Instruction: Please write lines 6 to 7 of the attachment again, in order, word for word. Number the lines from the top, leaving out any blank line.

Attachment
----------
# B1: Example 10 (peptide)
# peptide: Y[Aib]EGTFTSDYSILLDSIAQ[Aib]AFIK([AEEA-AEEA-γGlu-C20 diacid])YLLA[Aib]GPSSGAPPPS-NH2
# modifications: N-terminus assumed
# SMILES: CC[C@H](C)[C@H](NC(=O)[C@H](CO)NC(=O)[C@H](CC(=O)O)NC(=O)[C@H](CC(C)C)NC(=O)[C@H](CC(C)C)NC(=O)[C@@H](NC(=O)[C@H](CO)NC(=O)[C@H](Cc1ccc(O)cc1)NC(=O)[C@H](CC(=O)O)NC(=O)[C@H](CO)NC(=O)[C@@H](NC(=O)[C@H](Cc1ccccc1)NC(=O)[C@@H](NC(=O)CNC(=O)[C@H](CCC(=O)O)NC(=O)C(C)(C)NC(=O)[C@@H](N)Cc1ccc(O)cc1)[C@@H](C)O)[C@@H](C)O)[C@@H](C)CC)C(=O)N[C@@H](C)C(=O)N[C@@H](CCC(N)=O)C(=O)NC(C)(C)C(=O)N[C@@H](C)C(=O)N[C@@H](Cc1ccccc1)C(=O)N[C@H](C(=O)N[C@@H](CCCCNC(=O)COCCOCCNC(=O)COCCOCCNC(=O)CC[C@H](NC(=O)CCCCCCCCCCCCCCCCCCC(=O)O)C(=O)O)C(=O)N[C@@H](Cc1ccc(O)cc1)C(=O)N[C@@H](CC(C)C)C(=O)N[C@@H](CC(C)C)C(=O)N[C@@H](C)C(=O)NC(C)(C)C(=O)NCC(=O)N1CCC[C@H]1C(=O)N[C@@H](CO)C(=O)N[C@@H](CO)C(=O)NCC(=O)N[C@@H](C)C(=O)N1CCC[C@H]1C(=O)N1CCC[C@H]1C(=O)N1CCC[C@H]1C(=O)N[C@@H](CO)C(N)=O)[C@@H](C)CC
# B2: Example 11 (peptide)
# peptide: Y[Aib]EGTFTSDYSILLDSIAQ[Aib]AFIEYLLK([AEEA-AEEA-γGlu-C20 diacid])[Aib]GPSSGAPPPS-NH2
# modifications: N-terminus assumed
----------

# peptide: Y[Aib]EGTFTSDYSILLDSIAQ[Aib]AFIEYLLK([AEEA-AEEA-γGlu-C20 diacid])[Aib]GPSSGAPPPS-NH2
# modifications: N-terminus assumed